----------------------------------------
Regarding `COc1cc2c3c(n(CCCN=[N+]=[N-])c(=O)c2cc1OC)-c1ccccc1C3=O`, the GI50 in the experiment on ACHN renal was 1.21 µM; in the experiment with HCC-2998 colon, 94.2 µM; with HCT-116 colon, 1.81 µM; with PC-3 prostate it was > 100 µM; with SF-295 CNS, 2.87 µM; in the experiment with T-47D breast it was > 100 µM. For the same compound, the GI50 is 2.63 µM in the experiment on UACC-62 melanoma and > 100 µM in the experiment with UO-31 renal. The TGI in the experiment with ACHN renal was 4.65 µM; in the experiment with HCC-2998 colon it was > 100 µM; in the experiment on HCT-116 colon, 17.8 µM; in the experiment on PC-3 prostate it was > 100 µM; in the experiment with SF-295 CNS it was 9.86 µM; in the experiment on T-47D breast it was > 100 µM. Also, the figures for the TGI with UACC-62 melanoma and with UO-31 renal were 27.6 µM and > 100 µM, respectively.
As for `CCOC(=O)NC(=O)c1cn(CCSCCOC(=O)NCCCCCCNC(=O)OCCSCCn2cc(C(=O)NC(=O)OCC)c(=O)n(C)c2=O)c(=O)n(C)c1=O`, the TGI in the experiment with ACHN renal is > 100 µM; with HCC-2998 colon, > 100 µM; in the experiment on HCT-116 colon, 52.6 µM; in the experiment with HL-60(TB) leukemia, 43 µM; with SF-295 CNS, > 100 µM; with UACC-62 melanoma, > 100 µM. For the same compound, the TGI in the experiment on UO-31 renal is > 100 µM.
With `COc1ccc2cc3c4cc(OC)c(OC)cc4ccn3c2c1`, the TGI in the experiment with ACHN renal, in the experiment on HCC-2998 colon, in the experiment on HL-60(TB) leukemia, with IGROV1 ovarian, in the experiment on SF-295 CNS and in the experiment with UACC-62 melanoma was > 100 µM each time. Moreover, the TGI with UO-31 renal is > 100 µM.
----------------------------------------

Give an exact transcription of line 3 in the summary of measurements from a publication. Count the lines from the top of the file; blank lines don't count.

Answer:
With `COc1ccc2cc3c4cc(OC)c(OC)cc4ccn3c2c1`, the TGI in the experiment with ACHN renal, in the experiment on HCC-2998 colon, in the experiment on HL-60(TB) leukemia, with IGROV1 ovarian, in the experiment on SF-295 CNS and in the experiment with UACC-62 melanoma was > 100 µM each time. Moreover, the TGI with UO-31 renal is > 100 µM.